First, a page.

Obama's Underhanded Budget Endgame
Barack Obama, after extending the Bush-era tax cuts in the lame duck session last year against his wishes, is seeking to redeem himself by launching an all new (but oh-so-familiar) assault upon wealthy Americans. And this time, in his desperation, the attacks are all the more venomous, and concentrated on Republican support of the extremely wealthy. He has gone to great lengths to assure America that while Democrats support children, safe food, weather technology, and medical research, Republicans support corporate jets.
Of course, the big, bad corporate billionaire that gallivants around the globe on a personal jet burning carbon and money makes a great enemy of the people. And best of all, with a $10-million average price tag, it's probably safe to say that you don't know anyone who owns a private jet, and therefore have no reason to defend anyone who does. But all the "corporate jet" talk is nothing more than a flamboyant diversion.
After all, if we eliminate "accelerated depreciation" deductions for corporate jet owners, it will account for a mere 0.03% of the $9.5 trillion that Obama proposes we budget to spend in the coming decade. So it's not at all likely that Obama would have chosen this talking point on the fiscal substance. No, this rhetoric is designed to make Americans think that only the extremely wealthy are the targets of the president's current tax ambition, when in reality his ambition is the same today as it was last year when it was broadly rejected in the lame duck session: he wants to raise taxes by repealing the Bush-era tax cuts. Essentially, it's just a do-over with a more focused smear campaign to support the misdirection.
White House spokesman Jay Carney uncomfortably admits this in a recent interview. After happily parroting the president's rhetoric about ending deductions for corporate jets and hedge fund managers, he uneasily verifies that the president's proposal does include provisions to eliminate deductions for people who make more than $200K annually ("not just millionaires and billionaires") and that among the other provisions of the package, "not renewing the Bush-era tax cuts" is included.
So essentially, this proposal includes a backdoor attempt to legislate an unpopular tax increase that could not be passed when presented in open forum last year. A tax increase that Republican constituents have declared that they will not tolerate. Yet Barack Obama refuses to move into further negotiation until Republicans agree to the proposal, and be willing to raise taxes in 2012.
Apparently, Senator McConnell believes that the president does not fully understand why Republicans cannot accept his devious proposal, and that is why he re-invited him to speak with Congress this week, after the president declined last week in favor of attending a fundraiser in Pennsylvania.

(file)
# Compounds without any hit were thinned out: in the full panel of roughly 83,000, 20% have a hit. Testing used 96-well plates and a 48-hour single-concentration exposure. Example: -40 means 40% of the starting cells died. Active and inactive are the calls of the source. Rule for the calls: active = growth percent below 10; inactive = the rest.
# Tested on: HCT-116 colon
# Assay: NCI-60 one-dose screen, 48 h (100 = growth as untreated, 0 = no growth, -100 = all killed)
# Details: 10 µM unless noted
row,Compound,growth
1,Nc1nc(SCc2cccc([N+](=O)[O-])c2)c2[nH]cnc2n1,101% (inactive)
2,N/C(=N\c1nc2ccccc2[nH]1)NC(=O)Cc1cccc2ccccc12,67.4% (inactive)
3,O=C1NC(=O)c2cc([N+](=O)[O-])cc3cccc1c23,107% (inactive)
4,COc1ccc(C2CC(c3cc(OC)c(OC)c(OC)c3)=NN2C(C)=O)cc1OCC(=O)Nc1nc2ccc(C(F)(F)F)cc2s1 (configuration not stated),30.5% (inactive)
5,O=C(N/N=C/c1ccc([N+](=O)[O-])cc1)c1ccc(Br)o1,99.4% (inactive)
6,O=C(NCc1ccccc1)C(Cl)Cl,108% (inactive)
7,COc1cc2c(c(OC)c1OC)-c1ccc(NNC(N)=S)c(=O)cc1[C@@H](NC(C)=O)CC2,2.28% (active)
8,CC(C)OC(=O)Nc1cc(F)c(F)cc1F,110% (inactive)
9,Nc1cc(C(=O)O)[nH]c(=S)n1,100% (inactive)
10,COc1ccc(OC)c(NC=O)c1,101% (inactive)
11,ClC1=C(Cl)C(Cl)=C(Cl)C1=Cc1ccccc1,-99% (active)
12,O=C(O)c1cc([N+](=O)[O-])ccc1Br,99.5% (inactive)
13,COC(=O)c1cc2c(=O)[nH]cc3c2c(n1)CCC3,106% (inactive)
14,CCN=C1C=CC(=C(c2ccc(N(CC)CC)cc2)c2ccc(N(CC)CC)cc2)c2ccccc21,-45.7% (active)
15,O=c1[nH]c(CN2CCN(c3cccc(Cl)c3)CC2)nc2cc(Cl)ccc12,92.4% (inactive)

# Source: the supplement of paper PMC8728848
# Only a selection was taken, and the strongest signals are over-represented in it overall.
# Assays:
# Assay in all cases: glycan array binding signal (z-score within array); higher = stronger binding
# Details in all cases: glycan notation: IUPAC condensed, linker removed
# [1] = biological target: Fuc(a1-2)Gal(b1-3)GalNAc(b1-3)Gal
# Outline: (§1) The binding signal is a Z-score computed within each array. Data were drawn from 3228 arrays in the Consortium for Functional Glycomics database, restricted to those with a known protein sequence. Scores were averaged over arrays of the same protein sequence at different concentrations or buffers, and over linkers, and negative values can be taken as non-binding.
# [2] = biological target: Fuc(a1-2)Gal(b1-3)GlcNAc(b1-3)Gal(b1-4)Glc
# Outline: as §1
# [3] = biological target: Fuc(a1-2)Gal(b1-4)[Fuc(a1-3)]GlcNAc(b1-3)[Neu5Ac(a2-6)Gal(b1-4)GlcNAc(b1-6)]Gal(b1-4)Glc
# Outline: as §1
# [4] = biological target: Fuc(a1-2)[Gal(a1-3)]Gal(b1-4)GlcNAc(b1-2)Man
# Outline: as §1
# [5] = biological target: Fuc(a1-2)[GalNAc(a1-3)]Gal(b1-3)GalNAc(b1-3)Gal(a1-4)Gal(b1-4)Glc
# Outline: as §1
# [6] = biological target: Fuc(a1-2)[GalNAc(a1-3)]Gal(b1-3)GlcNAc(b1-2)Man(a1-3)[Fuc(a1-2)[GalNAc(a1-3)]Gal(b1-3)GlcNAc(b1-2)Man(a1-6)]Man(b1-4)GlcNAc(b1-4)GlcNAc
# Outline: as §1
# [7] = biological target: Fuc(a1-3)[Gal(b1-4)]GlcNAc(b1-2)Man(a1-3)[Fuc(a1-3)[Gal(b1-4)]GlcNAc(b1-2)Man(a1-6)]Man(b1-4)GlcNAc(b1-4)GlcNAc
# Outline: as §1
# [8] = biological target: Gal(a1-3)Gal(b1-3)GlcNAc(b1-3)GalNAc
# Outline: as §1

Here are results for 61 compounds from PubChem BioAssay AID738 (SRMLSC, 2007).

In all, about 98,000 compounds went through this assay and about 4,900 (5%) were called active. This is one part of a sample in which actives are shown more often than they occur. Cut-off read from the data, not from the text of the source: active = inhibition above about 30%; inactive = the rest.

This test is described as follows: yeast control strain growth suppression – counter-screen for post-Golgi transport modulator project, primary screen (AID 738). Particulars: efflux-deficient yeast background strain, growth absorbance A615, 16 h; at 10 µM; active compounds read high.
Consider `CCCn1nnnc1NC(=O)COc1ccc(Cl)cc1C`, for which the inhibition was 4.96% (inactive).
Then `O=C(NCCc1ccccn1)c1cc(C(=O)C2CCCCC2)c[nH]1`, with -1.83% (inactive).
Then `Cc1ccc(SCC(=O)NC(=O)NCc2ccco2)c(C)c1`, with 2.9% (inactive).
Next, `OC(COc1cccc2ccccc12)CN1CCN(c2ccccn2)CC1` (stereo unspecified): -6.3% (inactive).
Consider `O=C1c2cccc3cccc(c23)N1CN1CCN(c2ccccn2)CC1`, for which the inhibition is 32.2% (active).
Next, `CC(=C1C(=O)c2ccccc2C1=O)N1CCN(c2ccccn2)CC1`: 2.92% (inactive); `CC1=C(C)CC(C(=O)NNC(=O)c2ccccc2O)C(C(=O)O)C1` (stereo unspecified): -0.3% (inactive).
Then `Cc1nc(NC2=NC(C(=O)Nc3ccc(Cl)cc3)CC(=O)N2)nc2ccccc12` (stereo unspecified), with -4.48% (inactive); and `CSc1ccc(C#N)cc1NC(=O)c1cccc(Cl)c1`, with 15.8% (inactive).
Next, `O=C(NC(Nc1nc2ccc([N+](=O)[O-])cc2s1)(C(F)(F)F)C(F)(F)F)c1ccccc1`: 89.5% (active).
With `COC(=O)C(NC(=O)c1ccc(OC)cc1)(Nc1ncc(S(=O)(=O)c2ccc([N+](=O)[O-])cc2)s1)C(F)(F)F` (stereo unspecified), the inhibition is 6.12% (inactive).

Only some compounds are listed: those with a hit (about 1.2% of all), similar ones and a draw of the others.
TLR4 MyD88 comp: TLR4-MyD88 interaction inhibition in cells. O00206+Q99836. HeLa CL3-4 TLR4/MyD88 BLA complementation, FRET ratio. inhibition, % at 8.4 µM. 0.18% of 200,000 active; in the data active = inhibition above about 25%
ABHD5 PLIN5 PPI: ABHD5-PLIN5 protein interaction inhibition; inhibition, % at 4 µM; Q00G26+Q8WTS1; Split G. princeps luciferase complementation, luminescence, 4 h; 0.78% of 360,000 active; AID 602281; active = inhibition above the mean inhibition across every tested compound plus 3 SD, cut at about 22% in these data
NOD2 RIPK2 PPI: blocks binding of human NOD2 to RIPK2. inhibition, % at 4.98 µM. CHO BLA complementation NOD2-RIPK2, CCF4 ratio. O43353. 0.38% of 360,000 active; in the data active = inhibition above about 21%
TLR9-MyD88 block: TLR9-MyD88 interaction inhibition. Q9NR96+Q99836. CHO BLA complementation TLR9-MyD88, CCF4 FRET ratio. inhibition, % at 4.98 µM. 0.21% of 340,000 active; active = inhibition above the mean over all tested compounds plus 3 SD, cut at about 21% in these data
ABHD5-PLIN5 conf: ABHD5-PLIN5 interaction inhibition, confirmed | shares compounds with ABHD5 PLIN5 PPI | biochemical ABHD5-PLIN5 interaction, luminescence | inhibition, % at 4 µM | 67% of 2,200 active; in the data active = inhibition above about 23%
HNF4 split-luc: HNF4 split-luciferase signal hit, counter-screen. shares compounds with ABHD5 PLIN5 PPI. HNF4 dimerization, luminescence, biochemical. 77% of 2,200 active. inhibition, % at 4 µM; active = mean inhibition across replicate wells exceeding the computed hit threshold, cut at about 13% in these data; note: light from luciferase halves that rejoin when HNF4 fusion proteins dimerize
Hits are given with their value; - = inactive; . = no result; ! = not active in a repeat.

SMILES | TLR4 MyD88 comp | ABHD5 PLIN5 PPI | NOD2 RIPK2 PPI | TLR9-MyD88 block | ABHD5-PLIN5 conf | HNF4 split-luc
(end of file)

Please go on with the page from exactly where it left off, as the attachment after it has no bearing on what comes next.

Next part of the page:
But it's unlikely that Obama will unplug his ears and venture to the Hill to consider Republican interests. As I have argued before, the left believes that seizing wealth from the rich for communal redistribution is a moral imperative -- an act of vengeance and compassion all at once. And they overcome any ethical conflict in stealing from the rich by trusting that confiscating money from the wealthy provides their greedy souls some sort of atonement for the audacity to achieve success beyond the level of their neighbors.
So Obama knows that in terms of legacy and reelection, this budget fight is for all the marbles -- a feverish and desperate effort to make good on his campaign promises and to energize his voting base in an environment that unquestionably signifies the failures of his administration's policies. His stimulus didn't stimulate the job market as he predicted. His healthcare bill is being challenged on every front. His foreign policy is unpopular and legally questionable. And to top it all off, there is an increasing awareness among Americans of the distinct correlation between increased government spending and fiscal failure, as evidenced by diseased entitlement programs and the waning quality of public education.
Political currents and economic realities are distancing the president and the American people, and they drift further apart every day. If Barack Obama wants to secure the tax hikes that finance "social justice," I think he knows that this may be his last chance. And he's pulling out all the stops to do it.
William Sullivan blogs at politicalpalaverblog.blogspot.com.